Years ago, when we were only implanting one ear, there was a great deal of discussion about whether to implant the right or left ear. Sometimes the two ears have significantly different hearing. When only one ear was being implanted or one ear was implanted first, there was a lot of discussion about which ear to implant first. Some thought we should implant the ear with the poorer hearing ear and save the better hearing ear. Others suggested we should implant the better hearing ear since it is likely to have better results.
As we learn more about dead areas in the cochlea, we understand more about why hearing aids may not perform as well as we sometimes wish. Since we are now routinely implanting two ears, we do not need to dwell on which ear to implant. However, we are still discussing which ear to implant first when we are doing sequential implants.
I have always been a proponent of right ear first since most of the right ear fibers go to the left brain which is the language area – this is especially important for children who are learning language. Extensive research by Ruth Litovsky and others has shown that two ears are critical for a number of situations such as the ability to understand speech in noise and the ability to localize a sound source
In the last few years, there has been a lot of research about the effect of unilateral hearing loss. Fred Bess first reported in 1986 about the negative effects of unilateral hearing loss and began to examine the effect of hearing loss in right or left ears. Children with right ear hearing loss were more likely to fail a grade in school. Other studies reported that verbal subtests of cognitive performance were poorer if the loss was in the right ear.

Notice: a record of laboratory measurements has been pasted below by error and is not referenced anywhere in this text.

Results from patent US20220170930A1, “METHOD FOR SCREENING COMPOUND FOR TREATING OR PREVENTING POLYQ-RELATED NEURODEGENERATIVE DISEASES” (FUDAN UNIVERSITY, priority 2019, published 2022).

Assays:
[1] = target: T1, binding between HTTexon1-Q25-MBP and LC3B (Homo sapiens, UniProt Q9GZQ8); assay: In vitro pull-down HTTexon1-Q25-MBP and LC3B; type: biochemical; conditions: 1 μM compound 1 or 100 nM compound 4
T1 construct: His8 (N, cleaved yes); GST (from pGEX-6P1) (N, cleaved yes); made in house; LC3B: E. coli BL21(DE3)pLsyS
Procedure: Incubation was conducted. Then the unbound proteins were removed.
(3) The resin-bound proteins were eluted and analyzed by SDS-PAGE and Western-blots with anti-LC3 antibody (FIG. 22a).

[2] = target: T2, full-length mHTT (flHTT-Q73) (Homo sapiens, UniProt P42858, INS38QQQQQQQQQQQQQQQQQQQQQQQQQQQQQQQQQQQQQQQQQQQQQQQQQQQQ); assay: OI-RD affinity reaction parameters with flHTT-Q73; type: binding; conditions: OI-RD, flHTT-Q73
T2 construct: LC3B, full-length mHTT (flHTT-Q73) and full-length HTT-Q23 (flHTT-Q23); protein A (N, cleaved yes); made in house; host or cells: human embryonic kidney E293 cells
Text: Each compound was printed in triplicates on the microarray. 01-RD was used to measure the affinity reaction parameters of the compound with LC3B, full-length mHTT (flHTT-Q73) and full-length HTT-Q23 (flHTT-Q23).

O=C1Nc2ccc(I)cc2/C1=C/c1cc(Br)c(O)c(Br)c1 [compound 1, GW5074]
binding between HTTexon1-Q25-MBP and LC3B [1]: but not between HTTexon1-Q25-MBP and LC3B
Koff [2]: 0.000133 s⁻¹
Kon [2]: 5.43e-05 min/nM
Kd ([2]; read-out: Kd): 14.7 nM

Some research is indicating that a child with a left unilateral hearing loss may have psychosocial delays even if they do not show difficulty on speech perception testing. School staff needs to understand the effect of unilateral hearing loss and should be helped to understand that a left ear hearing loss may affect psychosocial situations even if a child is doing well academically.
Understanding this will help them to look for situations which need attention.
Hearing Technology: Hearing Aids & Cochlear Implants
Fitting a hearing aid or cochlear implant on only one ear mimics the effect of unilateral hearing loss. Educational audiologists often report that children with unilateral hearing loss arrive at school with nothing on the ear with the hearing loss. With what we now know, this is not appropriate.
If the hearing in the poorer hearing ear is aidable than that ear should be aided. If that ear is not hearing well enough to understand speech with a hearing aid, an osseointegrated device or a cochlear implant should certainly be considered.
Every child with any degree of hearing loss should have a remote microphone system for use in school and in other difficult listening situations including afterschool programs. Children with any degree of hearing loss (unilateral or bilateral) will have difficultly hearing in noise. They will need a remote microphone and we should be encouraging families and schools to use remote microphone systems on a full-time basis.
THERE IS NO SUCH THING AS A MILD HEARING LOSS. Every hearing loss, no matter how mild or whether it is unilateral or bilateral, will affect a child’s functioning. We can help kids be successful if we are very careful about being sure kids can hear what they need to hear.
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